21. 21.

    , & The effect of injection using narrow-bore needles on mammalian cells: administration and formulation considerations for cell therapies. J. Pharm. Pharmacol. 67, 640–650 (2015).

  22. 22.

    , & Reengineering of aged Bruch's membrane to enhance retinal pigment epithelium repopulation. Invest. Ophthalmol. Vis. Sci. 45, 3337–3348 (2004).

  23. 23.

    et al. Subretinal implantation of retinal pigment epithelial cells derived from human embryonic stem cells: improved survival when implanted as a monolayer. Invest. Ophthalmol. Vis. Sci. 54, 5087–5096 (2013).

  24. 24.

    et al. Retinal pigment epithelium translocation after choroidal neovascular membrane removal in age-related macular degeneration. Ophthalmology 109, 1492–1498 (2002).

  25. 25.

    , , , & A free retinal pigment epithelium-choroid graft in patients with exudative age-related macular degeneration: results up to 7 years. Am. J. Ophthalmol. 153, 120–7 e2 (2012).

  26. 26.

    et al. Long-term visual and microperimetry outcomes following autologous retinal pigment epithelium choroid graft for neovascular age-related macular degeneration. Clin. Experiment. Ophthalmol. 37, 275–285 (2009).

  27. 27.

    , , , & Retinal pigment epithelium-choroid graft with a peripheral retinotomy for exudative age-related macular degeneration: long-term outcome. Retina doi: 10.1097/IAE.0000000000001945 (2017).

  28. 28.

    , , & Surgery for CNV and autologous choroidal RPE patch transplantation: exposing the submacular space. Graefes Arch. Clin. Exp. Ophthalmol. 248, 37–47 (2010).

  29. 29.

    et al. New algorithm for assessing patient suitability for macular translocation surgery. Clin. Experiment. Ophthalmol. 35, 448–457 (2007).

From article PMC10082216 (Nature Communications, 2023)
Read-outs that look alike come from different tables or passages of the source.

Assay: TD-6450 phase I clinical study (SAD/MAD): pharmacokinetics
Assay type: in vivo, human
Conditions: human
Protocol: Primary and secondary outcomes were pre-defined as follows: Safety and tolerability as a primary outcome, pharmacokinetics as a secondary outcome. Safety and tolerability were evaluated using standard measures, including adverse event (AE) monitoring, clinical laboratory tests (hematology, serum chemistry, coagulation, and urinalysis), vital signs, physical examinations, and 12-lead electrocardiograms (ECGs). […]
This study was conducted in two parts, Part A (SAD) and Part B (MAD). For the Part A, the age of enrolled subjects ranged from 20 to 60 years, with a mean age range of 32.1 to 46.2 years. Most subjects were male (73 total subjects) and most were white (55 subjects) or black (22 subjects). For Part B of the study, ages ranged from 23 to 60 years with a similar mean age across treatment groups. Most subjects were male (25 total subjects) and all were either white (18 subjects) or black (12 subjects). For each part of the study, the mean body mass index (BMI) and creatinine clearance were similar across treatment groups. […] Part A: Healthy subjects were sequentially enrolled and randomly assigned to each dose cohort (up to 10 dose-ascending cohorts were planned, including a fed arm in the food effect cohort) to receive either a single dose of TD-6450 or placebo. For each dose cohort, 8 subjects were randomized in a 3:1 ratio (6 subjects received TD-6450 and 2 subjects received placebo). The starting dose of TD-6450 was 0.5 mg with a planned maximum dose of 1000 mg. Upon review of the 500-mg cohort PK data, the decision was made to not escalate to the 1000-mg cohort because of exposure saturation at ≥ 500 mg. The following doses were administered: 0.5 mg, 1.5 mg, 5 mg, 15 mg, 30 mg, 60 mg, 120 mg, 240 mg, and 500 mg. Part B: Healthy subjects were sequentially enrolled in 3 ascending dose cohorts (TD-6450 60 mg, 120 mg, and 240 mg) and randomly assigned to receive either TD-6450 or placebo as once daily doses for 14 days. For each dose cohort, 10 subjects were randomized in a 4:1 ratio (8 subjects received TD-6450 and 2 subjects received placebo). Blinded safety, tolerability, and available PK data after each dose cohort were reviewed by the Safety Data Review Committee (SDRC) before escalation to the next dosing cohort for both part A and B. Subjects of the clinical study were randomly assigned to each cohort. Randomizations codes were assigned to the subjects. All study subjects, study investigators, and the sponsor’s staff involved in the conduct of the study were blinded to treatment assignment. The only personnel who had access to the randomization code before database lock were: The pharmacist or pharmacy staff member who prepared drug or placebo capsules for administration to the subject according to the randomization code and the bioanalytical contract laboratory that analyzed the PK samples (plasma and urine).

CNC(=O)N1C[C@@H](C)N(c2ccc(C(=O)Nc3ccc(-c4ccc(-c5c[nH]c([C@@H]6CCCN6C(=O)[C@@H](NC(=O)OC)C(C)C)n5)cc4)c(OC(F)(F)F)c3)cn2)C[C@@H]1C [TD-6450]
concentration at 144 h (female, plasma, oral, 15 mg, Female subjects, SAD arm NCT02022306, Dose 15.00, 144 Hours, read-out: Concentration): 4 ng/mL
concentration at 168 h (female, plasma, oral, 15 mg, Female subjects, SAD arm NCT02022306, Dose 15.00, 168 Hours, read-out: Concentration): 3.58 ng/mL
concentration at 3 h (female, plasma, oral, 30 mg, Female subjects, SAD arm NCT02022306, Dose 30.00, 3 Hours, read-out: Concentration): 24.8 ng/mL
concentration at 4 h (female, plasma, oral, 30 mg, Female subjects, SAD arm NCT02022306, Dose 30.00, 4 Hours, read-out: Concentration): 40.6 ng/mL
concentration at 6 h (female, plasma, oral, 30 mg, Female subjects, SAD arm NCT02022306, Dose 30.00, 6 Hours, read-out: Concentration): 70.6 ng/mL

30. 30.

    , & Long-term outcome of RPE allografts in non-immunosuppressed patients with AMD. Eur. J. Ophthalmol. 9, 217–30 (1999).

  31. 31.

    et al. Morphological and functional rescue in RCS rats after RPE cell line transplantation at a later stage of degeneration. Invest. Ophthalmol. Vis. Sci. 49, 416–421 (2008).

  32. 32.

    et al. Long-term safety and function of RPE from human embryonic stem cells in preclinical models of macular degeneration. Stem Cells 27, 2126–2135 (2009).

  33. 33.

    & Macular translocation with 360 degree retinotomy for management of age-related macular degeneration with subfoveal choroidal neovascularization. Am. J. Ophthalmol. 134, 560–565 (2002).

  34. 34.

    et al. A comparison of macular translocation with patch graft in neovascular age-related macular degeneration. Invest. Ophthalmol. Vis. Sci. 50, 1848–1855 (2009).

  35. 35.

    , & Derivation of GMP raw materials for use in regenerative medicine: hESC-based therapies, progress toward clinical application. Clin. Pharmacol. Ther. 82, 448–452 (2007).

  36. 36.

    et al. Molecular characterization and functional analysis of phagocytosis by human embryonic stem cell-derived RPE cells using a novel human retinal assay. Mol. Vis. 15, 283–295 (2009).

  37. 37.

    & Analysis of photoreceptor outer segment phagocytosis by RPE cells in culture. Methods Mol. Biol. 935, 285–295 (2013).

  38. 38.

    et al. Rescue of the MERTK phagocytic defect in a human iPSC disease model using translational read-through inducing drugs. Sci. Rep. 7, 51 (2017).

Download references

Acknowledgements

We acknowledge H. Moore, Stem Cell Derivation Facility, Centre for Stem Cell Biology (CSCB), University of Sheffield for derivation of the original SHEF-1 hESC line and P. Keane and M. Cheetham for comments on the paper. We thank R. McKernan for support and input throughout the project. L.d.C. and P.J.C. received the following grants and donations and would like to acknowledge that they were used to fund the studies reported in this article: Anonymous Donor, USA, Establishment of The London Project to Cure Blindness - Donation. Lincy Foundation, USA, The London Project To Cure Blindness: Funding Towards The Production Of A Cell Based Therapy For Late Stage Age-Related Macular Degeneration - P12761. Macular Disease Society Studentship – Donation. MRC, Stem Cell Based Treatment Strategy For Age-Related Macular Degeneration (AMD) - G1000730. CIRM (California Institute of Regenerative Medicine) LA1_C2-02086. Pfizer Inc, The Development Plan For A Phase I/IIa Clinical Trial Implanting HESC Derived RPE for AMD - PF-05406388. Moorfields Biomedical Research Centre, National Institute for Health Research (NIHR) - BRC2_011. The Michael Uren Foundation R170010A.